Prosecutors are to ask the High Court to overturn a judge’s ruling that there is no case against a man accused of causing a Warwick pensioner’s death.
Steven Jones, 25, from Warwick but of no fixed address, had been charged with the manslaughter of 75-year-old William Heathcote in November 2014.
The pensioner died after collapsing with heart failure following a confrontation with Jones, who had banged on the window of his home in Pickard Street.
Following a submission by Jones’s barrister Andrew Fisher QC earlier this month, a judge at Warwick Crown Court ruled that, given the circumstances, there was no case against him in law.
But following an adjournment for Judge Richard Griffith-Jones’s ruling to be considered, prosecutor Benjamin Amina QC revealed: “The Crown has served on the High Court, and on solicitors for Mr Jones, an application for a Voluntary Bill.”
A Voluntary Bill of Indictment is another way in which a person can be charged with an alleged offence.
It is a way of challenging the judge’s ruling by asking the High Court to reinstate the manslaughter charge.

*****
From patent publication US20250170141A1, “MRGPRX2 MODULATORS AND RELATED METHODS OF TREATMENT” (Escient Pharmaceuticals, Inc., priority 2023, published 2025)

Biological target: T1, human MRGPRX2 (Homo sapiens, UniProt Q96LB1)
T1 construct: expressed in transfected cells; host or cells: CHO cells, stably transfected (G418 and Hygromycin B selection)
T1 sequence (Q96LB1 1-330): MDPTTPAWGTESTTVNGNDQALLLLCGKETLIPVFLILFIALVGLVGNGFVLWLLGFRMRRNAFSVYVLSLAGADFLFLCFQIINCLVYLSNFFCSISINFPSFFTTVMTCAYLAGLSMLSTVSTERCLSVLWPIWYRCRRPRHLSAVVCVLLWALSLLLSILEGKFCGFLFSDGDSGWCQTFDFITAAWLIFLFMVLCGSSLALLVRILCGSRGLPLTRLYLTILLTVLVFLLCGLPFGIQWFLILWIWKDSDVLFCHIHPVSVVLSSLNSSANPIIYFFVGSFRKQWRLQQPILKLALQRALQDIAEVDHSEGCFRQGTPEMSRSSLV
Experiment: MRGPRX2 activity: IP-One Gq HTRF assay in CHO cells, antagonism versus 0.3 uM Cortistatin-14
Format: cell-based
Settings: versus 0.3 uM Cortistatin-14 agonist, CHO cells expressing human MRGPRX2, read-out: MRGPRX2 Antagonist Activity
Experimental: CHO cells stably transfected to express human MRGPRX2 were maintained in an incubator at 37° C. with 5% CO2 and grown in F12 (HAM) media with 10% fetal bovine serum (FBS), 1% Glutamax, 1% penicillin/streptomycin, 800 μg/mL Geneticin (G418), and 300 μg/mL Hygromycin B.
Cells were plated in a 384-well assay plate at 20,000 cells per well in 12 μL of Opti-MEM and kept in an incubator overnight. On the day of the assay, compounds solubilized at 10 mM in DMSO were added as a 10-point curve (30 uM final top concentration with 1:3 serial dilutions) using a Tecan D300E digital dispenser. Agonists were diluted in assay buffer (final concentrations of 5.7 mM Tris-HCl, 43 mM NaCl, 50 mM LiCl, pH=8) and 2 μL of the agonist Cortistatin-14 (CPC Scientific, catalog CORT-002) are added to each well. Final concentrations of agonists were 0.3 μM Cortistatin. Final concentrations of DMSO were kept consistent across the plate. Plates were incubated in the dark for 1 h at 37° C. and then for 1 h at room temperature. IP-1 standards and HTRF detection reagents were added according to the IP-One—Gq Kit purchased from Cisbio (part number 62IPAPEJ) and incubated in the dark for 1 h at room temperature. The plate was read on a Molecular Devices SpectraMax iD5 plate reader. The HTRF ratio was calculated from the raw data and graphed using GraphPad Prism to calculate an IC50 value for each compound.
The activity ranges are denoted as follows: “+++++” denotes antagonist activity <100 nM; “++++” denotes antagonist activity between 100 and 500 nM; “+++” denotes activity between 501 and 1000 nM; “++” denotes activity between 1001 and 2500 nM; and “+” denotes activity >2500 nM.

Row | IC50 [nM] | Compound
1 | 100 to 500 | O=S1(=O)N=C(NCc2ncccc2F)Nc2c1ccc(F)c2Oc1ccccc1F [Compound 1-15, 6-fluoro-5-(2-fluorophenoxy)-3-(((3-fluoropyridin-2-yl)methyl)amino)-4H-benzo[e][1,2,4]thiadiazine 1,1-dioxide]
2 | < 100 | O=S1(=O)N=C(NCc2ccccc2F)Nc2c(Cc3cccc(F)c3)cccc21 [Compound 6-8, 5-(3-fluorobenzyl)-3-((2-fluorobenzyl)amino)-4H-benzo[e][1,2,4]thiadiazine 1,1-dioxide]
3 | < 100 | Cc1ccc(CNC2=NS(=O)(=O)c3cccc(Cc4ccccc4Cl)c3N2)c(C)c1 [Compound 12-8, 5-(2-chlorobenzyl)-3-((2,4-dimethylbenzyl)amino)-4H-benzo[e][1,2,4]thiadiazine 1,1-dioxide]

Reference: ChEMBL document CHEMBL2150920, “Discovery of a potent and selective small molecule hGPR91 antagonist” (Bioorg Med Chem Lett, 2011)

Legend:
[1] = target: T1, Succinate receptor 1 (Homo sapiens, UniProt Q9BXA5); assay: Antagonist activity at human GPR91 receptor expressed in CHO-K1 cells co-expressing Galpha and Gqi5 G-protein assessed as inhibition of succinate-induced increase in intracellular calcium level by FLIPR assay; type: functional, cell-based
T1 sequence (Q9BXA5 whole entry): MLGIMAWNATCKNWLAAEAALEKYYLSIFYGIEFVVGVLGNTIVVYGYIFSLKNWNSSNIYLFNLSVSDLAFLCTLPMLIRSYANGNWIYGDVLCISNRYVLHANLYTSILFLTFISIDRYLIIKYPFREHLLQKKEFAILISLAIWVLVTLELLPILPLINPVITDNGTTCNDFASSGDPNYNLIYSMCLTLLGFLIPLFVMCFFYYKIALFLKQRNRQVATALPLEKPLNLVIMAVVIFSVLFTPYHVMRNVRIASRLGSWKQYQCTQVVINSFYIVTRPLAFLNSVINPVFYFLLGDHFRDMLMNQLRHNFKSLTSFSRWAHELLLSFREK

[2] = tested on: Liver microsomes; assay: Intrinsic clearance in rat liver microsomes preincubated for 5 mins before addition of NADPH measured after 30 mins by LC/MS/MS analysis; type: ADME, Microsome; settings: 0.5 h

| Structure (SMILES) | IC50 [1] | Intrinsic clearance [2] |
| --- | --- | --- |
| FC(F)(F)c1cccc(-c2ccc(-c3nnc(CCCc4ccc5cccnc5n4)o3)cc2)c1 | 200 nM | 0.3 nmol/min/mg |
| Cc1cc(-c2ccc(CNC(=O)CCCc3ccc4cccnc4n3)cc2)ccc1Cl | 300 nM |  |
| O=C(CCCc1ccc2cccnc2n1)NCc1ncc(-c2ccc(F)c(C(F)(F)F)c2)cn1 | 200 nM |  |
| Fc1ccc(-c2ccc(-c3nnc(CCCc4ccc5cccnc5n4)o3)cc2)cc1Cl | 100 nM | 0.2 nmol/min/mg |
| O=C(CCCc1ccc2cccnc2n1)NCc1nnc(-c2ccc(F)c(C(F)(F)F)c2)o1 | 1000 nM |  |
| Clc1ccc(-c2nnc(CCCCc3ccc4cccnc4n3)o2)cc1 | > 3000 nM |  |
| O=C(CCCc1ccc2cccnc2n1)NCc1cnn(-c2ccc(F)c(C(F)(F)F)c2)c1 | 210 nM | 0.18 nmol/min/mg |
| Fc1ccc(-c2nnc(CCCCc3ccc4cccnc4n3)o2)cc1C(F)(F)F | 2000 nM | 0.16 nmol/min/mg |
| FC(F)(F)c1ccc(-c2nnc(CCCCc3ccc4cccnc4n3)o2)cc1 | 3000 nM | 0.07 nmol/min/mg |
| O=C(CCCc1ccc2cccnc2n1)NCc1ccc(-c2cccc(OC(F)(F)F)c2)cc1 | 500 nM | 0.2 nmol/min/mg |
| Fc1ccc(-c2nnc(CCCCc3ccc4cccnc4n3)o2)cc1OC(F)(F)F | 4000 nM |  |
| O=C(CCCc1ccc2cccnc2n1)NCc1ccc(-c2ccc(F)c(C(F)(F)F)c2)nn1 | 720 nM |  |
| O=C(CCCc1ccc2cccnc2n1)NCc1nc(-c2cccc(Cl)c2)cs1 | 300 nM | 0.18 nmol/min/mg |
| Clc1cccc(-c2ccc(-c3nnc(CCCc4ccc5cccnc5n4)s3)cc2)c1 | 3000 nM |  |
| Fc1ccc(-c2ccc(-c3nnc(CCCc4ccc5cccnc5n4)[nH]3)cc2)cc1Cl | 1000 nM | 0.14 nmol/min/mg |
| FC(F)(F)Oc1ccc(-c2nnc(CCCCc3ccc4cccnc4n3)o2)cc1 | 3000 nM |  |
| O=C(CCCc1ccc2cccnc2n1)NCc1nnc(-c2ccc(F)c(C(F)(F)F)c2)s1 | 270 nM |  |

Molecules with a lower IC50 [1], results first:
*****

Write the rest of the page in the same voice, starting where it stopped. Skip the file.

Outlining the procedure following the serving of the application, Mr Amina explained: “The High Court judge will look at it and see whether he needs any further representations from the defence.”
Asked by Judge Griffith-Jones whether a transcript of his ruling would be considered, Mr Amina said: “It’s a matter for the learned judge whether he wants to order a transcript.”
And he pointed out that one complicating factor was that it was the end of the High Court ‘term’ at the end of July – so it might have to be put over until September.
Judge Griffith-Jones commented: “I’m concerned about a number of things. The first is that at the moment the defence have no role in the hearing until or unless the High Court judge says he wants the defendant to have legal aid.”